obj = {
  name: "bob"
  sayHello: ->
    doSomeAjax({
      success: =>
        alert "successfully made " + this.name + " say hello!"
    })
}

obj.sayHello()

-> makes a normal function. But the fat arrow => will instead preserve the value of this inside and outside the function. It's very very handy in callbacks within instance methods. When compiled to JS, it basically does a self = this alias for you, using self within the inner function everytime to reference this. It's pretty slick.

In plain JS though, the most common pattern is simply self = this, stick to it.

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Yeah, I knew about the first bit, I was just trying to illustrate. Thanks for the help though, think i'll just have to get used to it! –  Adam Waite Jan 10 '13 at 21:35
    
marking this as correct as it's the most thorough –  Adam Waite Jun 26 '13 at 20:43

The answer is to use this. You only need to create a closure (which you do with the var self = this; when you have a function which will be called external to the object. (as you do here with the return from the ajax call).

There is no other way to create a closure.


To be clear (since some will jump on any slight technical hand waving), you don't "need" to create a closure. But I think you should -- JavaScript was designed to work with closures, they work well and they are well understood by other JavaScript programmers.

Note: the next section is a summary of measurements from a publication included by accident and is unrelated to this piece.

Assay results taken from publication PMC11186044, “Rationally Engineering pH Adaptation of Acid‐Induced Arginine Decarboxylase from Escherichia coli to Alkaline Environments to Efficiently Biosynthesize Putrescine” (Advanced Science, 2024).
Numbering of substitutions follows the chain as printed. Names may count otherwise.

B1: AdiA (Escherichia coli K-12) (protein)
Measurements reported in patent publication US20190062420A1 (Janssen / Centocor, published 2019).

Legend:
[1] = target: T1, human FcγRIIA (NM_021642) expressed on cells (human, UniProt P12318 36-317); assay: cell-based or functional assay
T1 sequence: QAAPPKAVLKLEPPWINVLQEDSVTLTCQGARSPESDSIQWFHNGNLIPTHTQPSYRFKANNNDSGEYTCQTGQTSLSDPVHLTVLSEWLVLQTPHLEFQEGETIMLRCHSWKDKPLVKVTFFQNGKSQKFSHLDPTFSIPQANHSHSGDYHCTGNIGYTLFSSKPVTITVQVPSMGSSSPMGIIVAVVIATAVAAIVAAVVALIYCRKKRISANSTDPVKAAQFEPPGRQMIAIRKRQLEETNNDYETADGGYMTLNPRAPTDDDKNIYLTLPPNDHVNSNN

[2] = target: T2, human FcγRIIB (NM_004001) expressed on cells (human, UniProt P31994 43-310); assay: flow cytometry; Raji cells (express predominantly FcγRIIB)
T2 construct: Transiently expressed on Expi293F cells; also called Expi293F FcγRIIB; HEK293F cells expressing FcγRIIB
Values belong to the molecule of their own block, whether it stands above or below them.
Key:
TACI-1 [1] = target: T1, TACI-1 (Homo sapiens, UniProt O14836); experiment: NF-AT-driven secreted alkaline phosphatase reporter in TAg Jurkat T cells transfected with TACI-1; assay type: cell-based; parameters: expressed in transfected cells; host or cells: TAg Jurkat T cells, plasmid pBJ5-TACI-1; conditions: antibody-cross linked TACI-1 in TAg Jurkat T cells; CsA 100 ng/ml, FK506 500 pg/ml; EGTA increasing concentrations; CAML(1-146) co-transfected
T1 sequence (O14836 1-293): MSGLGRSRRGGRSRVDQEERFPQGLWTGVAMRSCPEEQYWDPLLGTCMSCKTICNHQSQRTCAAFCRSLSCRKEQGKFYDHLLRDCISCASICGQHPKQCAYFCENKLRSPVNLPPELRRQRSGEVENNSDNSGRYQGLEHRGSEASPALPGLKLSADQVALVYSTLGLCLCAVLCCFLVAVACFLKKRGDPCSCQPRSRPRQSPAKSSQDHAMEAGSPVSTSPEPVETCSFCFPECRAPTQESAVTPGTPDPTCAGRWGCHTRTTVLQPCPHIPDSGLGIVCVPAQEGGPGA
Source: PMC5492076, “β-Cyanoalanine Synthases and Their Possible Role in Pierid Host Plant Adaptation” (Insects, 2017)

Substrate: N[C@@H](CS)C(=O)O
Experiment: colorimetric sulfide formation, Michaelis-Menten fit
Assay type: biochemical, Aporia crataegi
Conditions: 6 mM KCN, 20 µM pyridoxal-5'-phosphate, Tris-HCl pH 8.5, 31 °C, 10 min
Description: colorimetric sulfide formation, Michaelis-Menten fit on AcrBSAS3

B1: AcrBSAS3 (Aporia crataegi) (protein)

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@Bergi - Thus there are not other ways to do closure (your first comment). –  Hogan Jan 10 '13 at 22:01
    
Oops, I must've misread that as "There is no other way [to achieve that] than to create a closure." –  Bergi Jan 10 '13 at 22:06
    
@Bergi - NP, as you can see your comment prompted me to create the 2nd section which is a vast improvement over my original answer. :) –  Hogan Jan 10 '13 at 22:07

Apart from always keeping all instances of MyClass in scope (or as a global variable), I don't see any solutions. However, you could do away with having to declare self everywhere by using Function.prototype.bind:

$.get('ajax/test.html', function(response) {
  this.someVarToBeSetUsingAjax = response.value;
}.bind(this));

This isn't limited to $.get(), you can use it everywhere you're using callback functions.

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I find myself doing this for almost every single method in my class declaration! How can I reference self in all of the methods in a clean and efficient way?

You cannot. The value of self, the instance referenced by this, is only known on calling the method.

You only could work around that and use one common self variable if you declared that in the constructor (your init method?) and created all the callback functions there as well. Might not be the most memory-efficient method, though:

return Class("MyClass", {
     // …

     methods: {
         init: function () {
             var self = this;
             this.ajaxVarCallback = function(response) {
                 self.someVarToBeSetUsingAjax = response.value;
             };
             // and other functions that use "self"

             this.getAjaxVar();
         },
         getAjaxVar: function() {
             $.get('ajax/test.html', this.ajaxVarCallback);
         },
         // …
     }
});